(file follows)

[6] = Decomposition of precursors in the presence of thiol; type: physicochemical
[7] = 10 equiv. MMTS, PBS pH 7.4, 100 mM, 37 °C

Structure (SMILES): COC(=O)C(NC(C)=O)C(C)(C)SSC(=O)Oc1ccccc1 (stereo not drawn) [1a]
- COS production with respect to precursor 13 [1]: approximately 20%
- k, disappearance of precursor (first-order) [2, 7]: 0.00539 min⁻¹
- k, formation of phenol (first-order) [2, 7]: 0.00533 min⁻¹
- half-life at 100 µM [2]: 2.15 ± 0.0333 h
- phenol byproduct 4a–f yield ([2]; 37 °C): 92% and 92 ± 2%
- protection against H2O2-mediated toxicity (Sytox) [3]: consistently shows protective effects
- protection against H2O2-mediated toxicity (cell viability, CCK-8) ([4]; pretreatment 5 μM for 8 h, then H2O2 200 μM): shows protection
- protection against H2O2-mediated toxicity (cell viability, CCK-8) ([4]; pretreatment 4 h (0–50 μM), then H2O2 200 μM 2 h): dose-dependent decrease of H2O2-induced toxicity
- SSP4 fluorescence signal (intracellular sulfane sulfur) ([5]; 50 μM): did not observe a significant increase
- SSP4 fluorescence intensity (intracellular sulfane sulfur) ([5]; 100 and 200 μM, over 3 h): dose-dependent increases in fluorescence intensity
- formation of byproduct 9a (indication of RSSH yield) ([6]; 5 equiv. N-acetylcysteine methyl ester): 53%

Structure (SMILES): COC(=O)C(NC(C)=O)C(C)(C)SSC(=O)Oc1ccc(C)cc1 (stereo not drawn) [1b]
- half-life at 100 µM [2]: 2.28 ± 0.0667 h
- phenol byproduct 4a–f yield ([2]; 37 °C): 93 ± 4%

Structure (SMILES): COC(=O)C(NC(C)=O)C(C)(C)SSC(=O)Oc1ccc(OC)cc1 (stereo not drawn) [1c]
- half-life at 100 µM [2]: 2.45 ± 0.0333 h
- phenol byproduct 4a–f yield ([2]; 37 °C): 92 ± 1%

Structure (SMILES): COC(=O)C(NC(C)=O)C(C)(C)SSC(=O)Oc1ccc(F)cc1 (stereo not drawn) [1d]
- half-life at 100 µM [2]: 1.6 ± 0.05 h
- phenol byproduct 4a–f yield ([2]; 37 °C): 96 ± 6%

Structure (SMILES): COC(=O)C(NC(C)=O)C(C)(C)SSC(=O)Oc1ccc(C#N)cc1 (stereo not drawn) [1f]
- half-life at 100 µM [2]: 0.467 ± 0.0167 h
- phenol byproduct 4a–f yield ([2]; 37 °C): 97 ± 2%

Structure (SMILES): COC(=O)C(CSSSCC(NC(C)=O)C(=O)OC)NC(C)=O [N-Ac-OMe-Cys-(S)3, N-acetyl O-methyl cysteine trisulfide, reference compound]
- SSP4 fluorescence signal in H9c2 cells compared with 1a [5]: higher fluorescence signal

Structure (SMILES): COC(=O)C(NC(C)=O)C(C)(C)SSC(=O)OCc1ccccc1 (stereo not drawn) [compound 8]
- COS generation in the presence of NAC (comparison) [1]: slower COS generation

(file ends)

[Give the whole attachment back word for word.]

[6] = Decomposition of precursors in the presence of thiol; type: physicochemical
[7] = 10 equiv. MMTS, PBS pH 7.4, 100 mM, 37 °C

Structure (SMILES): COC(=O)C(NC(C)=O)C(C)(C)SSC(=O)Oc1ccccc1 (stereo not drawn) [1a]
- COS production with respect to precursor 13 [1]: approximately 20%
- k, disappearance of precursor (first-order) [2, 7]: 0.00539 min⁻¹
- k, formation of phenol (first-order) [2, 7]: 0.00533 min⁻¹
- half-life at 100 µM [2]: 2.15 ± 0.0333 h
- phenol byproduct 4a–f yield ([2]; 37 °C): 92% and 92 ± 2%
- protection against H2O2-mediated toxicity (Sytox) [3]: consistently shows protective effects
- protection against H2O2-mediated toxicity (cell viability, CCK-8) ([4]; pretreatment 5 μM for 8 h, then H2O2 200 μM): shows protection
- protection against H2O2-mediated toxicity (cell viability, CCK-8) ([4]; pretreatment 4 h (0–50 μM), then H2O2 200 μM 2 h): dose-dependent decrease of H2O2-induced toxicity
- SSP4 fluorescence signal (intracellular sulfane sulfur) ([5]; 50 μM): did not observe a significant increase
- SSP4 fluorescence intensity (intracellular sulfane sulfur) ([5]; 100 and 200 μM, over 3 h): dose-dependent increases in fluorescence intensity
- formation of byproduct 9a (indication of RSSH yield) ([6]; 5 equiv. N-acetylcysteine methyl ester): 53%

Structure (SMILES): COC(=O)C(NC(C)=O)C(C)(C)SSC(=O)Oc1ccc(C)cc1 (stereo not drawn) [1b]
- half-life at 100 µM [2]: 2.28 ± 0.0667 h
- phenol byproduct 4a–f yield ([2]; 37 °C): 93 ± 4%

Structure (SMILES): COC(=O)C(NC(C)=O)C(C)(C)SSC(=O)Oc1ccc(OC)cc1 (stereo not drawn) [1c]
- half-life at 100 µM [2]: 2.45 ± 0.0333 h
- phenol byproduct 4a–f yield ([2]; 37 °C): 92 ± 1%

Structure (SMILES): COC(=O)C(NC(C)=O)C(C)(C)SSC(=O)Oc1ccc(F)cc1 (stereo not drawn) [1d]
- half-life at 100 µM [2]: 1.6 ± 0.05 h
- phenol byproduct 4a–f yield ([2]; 37 °C): 96 ± 6%

Structure (SMILES): COC(=O)C(NC(C)=O)C(C)(C)SSC(=O)Oc1ccc(C#N)cc1 (stereo not drawn) [1f]
- half-life at 100 µM [2]: 0.467 ± 0.0167 h
- phenol byproduct 4a–f yield ([2]; 37 °C): 97 ± 2%

Structure (SMILES): COC(=O)C(CSSSCC(NC(C)=O)C(=O)OC)NC(C)=O [N-Ac-OMe-Cys-(S)3, N-acetyl O-methyl cysteine trisulfide, reference compound]
- SSP4 fluorescence signal in H9c2 cells compared with 1a [5]: higher fluorescence signal

Structure (SMILES): COC(=O)C(NC(C)=O)C(C)(C)SSC(=O)OCc1ccccc1 (stereo not drawn) [compound 8]
- COS generation in the presence of NAC (comparison) [1]: slower COS generation